Biden Sends U.S. Forces To Protect Israel’s Borders for the First Time Ever


This weekend’s air raids in the Middle East set a lot of records. Iran carried out its first ever direct attack on Israel from Iranian territory, launching an unprecedentedly large swarm of drones and missiles against Israeli military bases. And for the first time in history, U.S. troops engaged in direct combat in defense of Israeli territory.

The U.S. military shot down three Iranian ballistic missiles and 70 drones that were en route to Israeli military bases, officials told CNN. American ships and fighter jets were involved in the operation. Videos shared online also purport to show U.S. ground troops in Iraqi Kurdistan firing antiaircraft missiles. The British and French militaries assisted in the operation, and Jordan reportedly shot down Iranian drones over its own airspace.

Although Israel and its protectors stopped most of the Iranian air raids, Iranian state media has claimed that Israel’s Nevatim Air Base was “damaged severely” and put out of service. Israeli army spokesman Daniel Hagari has denied this, saying that Nevatim was only slightly damaged and “continues to perform its tasks.” No deaths were reported.

Iran was retaliating for an Israeli attack on the Iranian consulate in Damascus, Syria, on April 1. That attack killed 16 people, including an Iranian general.

President Joe Biden, after pledging his full support to Israel for months, may have finally tapped the breaks. After Saturday’s air raids, he told Israeli Prime Minister Benjamin Netanyahu that the United States will not support an Israeli counterstrike on Iran, according to Axios, because Israel already “got a win. Take the win.” The New York Times reports that some members of the Israeli war cabinet wanted to attack Iran immediately but that Biden’s call talked them out of it.

Publicly, Biden condemned the “unprecedented air attack against military facilities in Israel” and promised to “coordinate a united diplomatic response to Iran’s brazen attack.” He confirmed that “we have not seen attacks on our forces or facilities today.”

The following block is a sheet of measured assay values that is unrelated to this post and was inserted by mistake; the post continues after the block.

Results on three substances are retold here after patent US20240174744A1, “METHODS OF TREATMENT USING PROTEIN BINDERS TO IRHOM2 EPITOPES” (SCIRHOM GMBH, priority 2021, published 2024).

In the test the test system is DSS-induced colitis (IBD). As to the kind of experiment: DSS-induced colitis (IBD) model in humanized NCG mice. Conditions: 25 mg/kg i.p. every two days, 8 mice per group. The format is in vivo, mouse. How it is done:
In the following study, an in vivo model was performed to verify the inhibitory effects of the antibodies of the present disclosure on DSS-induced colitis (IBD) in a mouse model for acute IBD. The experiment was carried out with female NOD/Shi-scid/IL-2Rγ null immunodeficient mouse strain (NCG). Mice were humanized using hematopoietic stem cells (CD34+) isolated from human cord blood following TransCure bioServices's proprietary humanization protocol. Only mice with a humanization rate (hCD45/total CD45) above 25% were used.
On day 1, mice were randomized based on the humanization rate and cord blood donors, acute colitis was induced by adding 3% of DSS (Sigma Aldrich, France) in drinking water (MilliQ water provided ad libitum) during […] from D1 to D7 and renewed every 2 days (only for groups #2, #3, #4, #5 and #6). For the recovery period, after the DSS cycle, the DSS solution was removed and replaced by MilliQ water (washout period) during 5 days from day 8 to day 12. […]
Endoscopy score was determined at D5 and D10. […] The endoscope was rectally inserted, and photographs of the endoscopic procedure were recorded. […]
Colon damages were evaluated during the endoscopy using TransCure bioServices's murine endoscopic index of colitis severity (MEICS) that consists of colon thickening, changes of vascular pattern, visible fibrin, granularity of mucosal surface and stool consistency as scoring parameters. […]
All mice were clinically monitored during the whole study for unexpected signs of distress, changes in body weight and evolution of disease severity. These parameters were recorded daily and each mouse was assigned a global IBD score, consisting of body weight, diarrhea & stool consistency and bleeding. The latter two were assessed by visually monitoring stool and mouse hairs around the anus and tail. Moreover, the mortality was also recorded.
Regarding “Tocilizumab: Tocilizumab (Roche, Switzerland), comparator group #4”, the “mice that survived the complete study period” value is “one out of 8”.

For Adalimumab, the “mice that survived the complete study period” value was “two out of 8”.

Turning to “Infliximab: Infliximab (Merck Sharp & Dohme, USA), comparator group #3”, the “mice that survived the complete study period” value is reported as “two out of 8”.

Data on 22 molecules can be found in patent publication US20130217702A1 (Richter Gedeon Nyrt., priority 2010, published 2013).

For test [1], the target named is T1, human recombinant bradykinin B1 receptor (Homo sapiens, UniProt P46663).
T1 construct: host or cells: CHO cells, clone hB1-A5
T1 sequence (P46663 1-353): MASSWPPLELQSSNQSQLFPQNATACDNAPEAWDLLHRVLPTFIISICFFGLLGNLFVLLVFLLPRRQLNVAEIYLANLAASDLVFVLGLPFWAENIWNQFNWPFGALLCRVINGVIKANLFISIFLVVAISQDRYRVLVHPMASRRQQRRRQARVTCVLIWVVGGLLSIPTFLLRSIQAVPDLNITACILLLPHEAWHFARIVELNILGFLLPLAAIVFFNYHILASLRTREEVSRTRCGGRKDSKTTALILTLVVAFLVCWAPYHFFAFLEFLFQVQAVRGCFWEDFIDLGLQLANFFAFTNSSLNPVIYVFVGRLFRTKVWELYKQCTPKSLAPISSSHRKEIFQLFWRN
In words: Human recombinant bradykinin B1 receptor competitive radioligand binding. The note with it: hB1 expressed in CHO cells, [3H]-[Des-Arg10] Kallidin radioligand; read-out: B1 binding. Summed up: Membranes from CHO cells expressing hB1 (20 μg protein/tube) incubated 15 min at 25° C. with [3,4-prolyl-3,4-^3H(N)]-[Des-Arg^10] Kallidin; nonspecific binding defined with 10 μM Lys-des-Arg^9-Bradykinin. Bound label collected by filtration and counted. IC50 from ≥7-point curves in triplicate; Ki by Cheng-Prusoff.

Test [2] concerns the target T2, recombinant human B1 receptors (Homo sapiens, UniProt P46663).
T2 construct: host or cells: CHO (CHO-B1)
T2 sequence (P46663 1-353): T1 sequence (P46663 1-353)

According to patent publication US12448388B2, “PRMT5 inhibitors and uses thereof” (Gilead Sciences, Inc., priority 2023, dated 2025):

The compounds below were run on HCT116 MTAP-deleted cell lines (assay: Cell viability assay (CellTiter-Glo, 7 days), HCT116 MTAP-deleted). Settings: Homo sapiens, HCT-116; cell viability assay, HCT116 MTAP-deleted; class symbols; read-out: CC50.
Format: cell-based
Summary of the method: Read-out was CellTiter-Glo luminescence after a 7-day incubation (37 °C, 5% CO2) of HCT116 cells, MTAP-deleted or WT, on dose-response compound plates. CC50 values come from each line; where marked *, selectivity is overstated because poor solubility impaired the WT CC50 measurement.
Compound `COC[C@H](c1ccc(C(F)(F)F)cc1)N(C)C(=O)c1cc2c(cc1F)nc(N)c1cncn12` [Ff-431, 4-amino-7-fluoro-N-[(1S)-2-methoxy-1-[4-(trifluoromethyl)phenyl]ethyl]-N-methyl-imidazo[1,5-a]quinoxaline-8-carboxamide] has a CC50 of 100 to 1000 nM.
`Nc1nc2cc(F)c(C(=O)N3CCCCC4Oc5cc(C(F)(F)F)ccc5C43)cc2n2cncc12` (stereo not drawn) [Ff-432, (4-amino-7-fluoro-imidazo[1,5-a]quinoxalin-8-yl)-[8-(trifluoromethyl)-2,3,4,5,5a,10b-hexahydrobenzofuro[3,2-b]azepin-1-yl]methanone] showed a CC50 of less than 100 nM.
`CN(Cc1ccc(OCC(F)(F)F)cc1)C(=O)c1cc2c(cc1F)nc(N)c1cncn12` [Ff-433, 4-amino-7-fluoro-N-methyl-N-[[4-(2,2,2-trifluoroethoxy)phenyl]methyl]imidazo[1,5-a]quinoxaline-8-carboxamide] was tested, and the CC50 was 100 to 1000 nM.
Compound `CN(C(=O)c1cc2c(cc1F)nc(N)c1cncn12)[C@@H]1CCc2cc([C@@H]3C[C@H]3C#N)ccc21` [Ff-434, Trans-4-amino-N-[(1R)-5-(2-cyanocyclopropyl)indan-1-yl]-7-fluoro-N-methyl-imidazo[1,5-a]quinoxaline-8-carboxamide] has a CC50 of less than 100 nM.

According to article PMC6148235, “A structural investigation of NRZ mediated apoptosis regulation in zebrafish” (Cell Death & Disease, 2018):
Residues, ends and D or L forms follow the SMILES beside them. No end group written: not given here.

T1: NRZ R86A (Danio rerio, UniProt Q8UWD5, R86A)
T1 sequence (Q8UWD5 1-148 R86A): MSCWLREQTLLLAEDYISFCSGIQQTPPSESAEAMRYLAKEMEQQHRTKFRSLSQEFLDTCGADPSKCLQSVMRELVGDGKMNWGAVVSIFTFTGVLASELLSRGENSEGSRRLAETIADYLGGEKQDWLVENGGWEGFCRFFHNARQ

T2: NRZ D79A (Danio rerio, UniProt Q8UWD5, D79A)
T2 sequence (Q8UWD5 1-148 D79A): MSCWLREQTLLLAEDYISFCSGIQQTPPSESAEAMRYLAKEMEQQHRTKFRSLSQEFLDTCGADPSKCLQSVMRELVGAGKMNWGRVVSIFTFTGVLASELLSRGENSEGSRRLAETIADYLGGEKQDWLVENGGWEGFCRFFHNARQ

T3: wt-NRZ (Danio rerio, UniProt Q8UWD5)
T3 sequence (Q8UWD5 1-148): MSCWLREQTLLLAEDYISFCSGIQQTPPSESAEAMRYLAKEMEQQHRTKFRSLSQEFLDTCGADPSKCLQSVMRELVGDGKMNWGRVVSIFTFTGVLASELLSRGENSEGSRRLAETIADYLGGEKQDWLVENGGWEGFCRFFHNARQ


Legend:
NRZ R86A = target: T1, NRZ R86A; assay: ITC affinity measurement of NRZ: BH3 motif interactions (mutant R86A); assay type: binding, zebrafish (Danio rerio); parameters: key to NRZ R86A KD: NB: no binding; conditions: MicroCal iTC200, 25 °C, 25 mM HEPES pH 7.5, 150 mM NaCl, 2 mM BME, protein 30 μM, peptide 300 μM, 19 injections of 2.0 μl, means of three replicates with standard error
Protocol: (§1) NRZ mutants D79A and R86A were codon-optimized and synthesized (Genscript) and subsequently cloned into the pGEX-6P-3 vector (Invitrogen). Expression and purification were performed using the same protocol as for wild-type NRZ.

Israel’s next move—and America’s—is anyone’s guess.

Although the United States had not been informed of the consulate attack beforehand, Biden jumped to Israel’s aid afterward. When Iran threatened to retaliate, Biden promised to grant Israel “ironclad” support and to “do all we can to protect Israel’s security.” And he had Gen. Michael Kurilla, head of all U.S. forces in the Middle East, fly to Israel a few days before the Iranian retaliation.

Iran and Israel have flung violent threats and proxy attacks at each other for decades. While Iran has armed Hamas and other Palestinian rebels, Israel has assassinated Iranian nuclear scientists and bombed Iranian troops in Iraq and Syria with tacit U.S. support.

The Hamas attacks of October 2023 and the subsequent Israeli invasion of Gaza escalated the conflict across the entire region. Iranian-backed forces in Yemen attacked Israeli shipping, Iranian-backed paramilitaries in Lebanon fired on the Israeli border, and Iranian-backed militias in Iraq broke their truce with the U.S. military.

Israeli leaders made it clear that they wanted to escalate and that they believed they had an American green light. Biden had to talk down Israeli Defense Minister Yoav Gallant from launching a full-scale attack on Lebanon early in the war. But the U.S. president refused to place any actual limits on how many weapons the United States would send Israel or how Israel could use those weapons.

Early in the war, Biden showed that he was willing to put American lives on the line in Israel’s defense. Even though his administration insisted that it had “no plans or intentions to put U.S. boots on the ground in combat,” Biden deployed two aircraft carriers to the region as a threat to any other country that might join the war against Israel.

From Israeli leaders’ perspective, the consulate attack was a win-win situation. Either Tehran would not retaliate, making Iranian leaders look weak, or it would retaliate, forcing Biden to make good on his commitments and bring U.S. power to bear against Iran.

Iranian leaders chose the second scenario, betting that Biden’s commitment to Israel was not as “ironclad” as he claimed. Explaining Tehran’s reasoning, an Iranian source told the news site Amwaj.media on Thursday that “the U.S. is not ready to go to war with Iran.” But although Biden did come to Israel’s defense, he appears unwilling to push the conflict any further.

Left out of the conversation entirely were the American people. Congress has not passed a declaration of war against Iran or authorization for the use of military force against Iranian troops. It hasn’t even passed the supplemental aid package to Israel that Biden has been asking for.

Lawmakers from both parties have called this weekend for Congress to pass the package, although Democrats and Republicans disagreed on whether it should also include aid to Ukraine.

That wasn’t the only way legislators reacted differently to the air raids. Sen. Marsha Blackburn (R–Tenn.) demanded that Biden “launch aggressive retaliatory strikes on Iran.” Rep. Adam Smith (D–Wash.), on the other hand, called for “calm and restraint.” Without naming Israel or Iran, libertarian-leaning Rep. Thomas Massie (R–Ky.) was more blunt about the stakes than anyone else: “I’m against the next war already.”